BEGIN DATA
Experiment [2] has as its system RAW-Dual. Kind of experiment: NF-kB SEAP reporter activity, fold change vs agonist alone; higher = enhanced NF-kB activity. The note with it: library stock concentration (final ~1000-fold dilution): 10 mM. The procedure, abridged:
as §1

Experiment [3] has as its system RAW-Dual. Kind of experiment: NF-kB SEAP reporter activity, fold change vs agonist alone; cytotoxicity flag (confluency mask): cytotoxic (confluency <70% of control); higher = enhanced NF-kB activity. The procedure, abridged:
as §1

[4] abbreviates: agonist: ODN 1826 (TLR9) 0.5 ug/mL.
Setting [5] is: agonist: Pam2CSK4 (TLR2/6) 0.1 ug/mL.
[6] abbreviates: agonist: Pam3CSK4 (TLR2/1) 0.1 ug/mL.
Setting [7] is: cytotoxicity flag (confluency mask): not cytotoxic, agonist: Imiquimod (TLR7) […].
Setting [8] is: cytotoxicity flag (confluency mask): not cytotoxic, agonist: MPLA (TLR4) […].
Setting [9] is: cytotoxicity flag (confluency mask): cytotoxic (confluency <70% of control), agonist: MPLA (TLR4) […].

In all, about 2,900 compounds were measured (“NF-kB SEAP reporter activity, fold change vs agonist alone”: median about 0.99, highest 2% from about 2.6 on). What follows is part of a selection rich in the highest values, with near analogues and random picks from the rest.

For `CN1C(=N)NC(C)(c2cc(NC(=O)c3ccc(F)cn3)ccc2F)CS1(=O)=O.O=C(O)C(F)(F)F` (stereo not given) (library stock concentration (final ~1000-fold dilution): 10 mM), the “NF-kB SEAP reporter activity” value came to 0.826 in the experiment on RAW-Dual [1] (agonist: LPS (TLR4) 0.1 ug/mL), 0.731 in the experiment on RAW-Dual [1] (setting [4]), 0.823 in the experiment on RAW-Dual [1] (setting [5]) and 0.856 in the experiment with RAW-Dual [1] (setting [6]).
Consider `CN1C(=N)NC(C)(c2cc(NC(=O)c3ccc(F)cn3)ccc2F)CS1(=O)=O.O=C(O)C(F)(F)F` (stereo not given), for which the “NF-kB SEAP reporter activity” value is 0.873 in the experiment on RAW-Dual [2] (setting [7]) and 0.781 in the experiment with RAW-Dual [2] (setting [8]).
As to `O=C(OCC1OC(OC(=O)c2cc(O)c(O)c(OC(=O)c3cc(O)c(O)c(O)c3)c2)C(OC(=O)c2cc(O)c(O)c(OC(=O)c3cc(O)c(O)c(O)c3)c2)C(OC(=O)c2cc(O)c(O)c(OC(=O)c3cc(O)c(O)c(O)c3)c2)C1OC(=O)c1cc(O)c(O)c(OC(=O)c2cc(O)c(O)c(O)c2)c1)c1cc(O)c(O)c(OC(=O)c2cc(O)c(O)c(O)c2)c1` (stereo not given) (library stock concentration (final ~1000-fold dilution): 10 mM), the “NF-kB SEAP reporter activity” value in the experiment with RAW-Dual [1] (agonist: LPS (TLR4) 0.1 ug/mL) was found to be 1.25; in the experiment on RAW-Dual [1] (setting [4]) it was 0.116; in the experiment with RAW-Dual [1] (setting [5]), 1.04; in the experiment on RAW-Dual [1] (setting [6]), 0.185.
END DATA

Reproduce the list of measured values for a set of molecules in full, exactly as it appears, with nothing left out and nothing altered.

Experiment [2] has as its system RAW-Dual. Kind of experiment: NF-kB SEAP reporter activity, fold change vs agonist alone; higher = enhanced NF-kB activity. The note with it: library stock concentration (final ~1000-fold dilution): 10 mM. The procedure, abridged:
as §1

Experiment [3] has as its system RAW-Dual. Kind of experiment: NF-kB SEAP reporter activity, fold change vs agonist alone; cytotoxicity flag (confluency mask): cytotoxic (confluency <70% of control); higher = enhanced NF-kB activity. The procedure, abridged:
as §1

[4] abbreviates: agonist: ODN 1826 (TLR9) 0.5 ug/mL.
Setting [5] is: agonist: Pam2CSK4 (TLR2/6) 0.1 ug/mL.
[6] abbreviates: agonist: Pam3CSK4 (TLR2/1) 0.1 ug/mL.
Setting [7] is: cytotoxicity flag (confluency mask): not cytotoxic, agonist: Imiquimod (TLR7) […].
Setting [8] is: cytotoxicity flag (confluency mask): not cytotoxic, agonist: MPLA (TLR4) […].
Setting [9] is: cytotoxicity flag (confluency mask): cytotoxic (confluency <70% of control), agonist: MPLA (TLR4) […].

In all, about 2,900 compounds were measured (“NF-kB SEAP reporter activity, fold change vs agonist alone”: median about 0.99, highest 2% from about 2.6 on). What follows is part of a selection rich in the highest values, with near analogues and random picks from the rest.

For `CN1C(=N)NC(C)(c2cc(NC(=O)c3ccc(F)cn3)ccc2F)CS1(=O)=O.O=C(O)C(F)(F)F` (stereo not given) (library stock concentration (final ~1000-fold dilution): 10 mM), the “NF-kB SEAP reporter activity” value came to 0.826 in the experiment on RAW-Dual [1] (agonist: LPS (TLR4) 0.1 ug/mL), 0.731 in the experiment on RAW-Dual [1] (setting [4]), 0.823 in the experiment on RAW-Dual [1] (setting [5]) and 0.856 in the experiment with RAW-Dual [1] (setting [6]).
Consider `CN1C(=N)NC(C)(c2cc(NC(=O)c3ccc(F)cn3)ccc2F)CS1(=O)=O.O=C(O)C(F)(F)F` (stereo not given), for which the “NF-kB SEAP reporter activity” value is 0.873 in the experiment on RAW-Dual [2] (setting [7]) and 0.781 in the experiment with RAW-Dual [2] (setting [8]).
As to `O=C(OCC1OC(OC(=O)c2cc(O)c(O)c(OC(=O)c3cc(O)c(O)c(O)c3)c2)C(OC(=O)c2cc(O)c(O)c(OC(=O)c3cc(O)c(O)c(O)c3)c2)C(OC(=O)c2cc(O)c(O)c(OC(=O)c3cc(O)c(O)c(O)c3)c2)C1OC(=O)c1cc(O)c(O)c(OC(=O)c2cc(O)c(O)c(O)c2)c1)c1cc(O)c(O)c(OC(=O)c2cc(O)c(O)c(O)c2)c1` (stereo not given) (library stock concentration (final ~1000-fold dilution): 10 mM), the “NF-kB SEAP reporter activity” value in the experiment with RAW-Dual [1] (agonist: LPS (TLR4) 0.1 ug/mL) was found to be 1.25; in the experiment on RAW-Dual [1] (setting [4]) it was 0.116; in the experiment with RAW-Dual [1] (setting [5]), 1.04; in the experiment on RAW-Dual [1] (setting [6]), 0.185.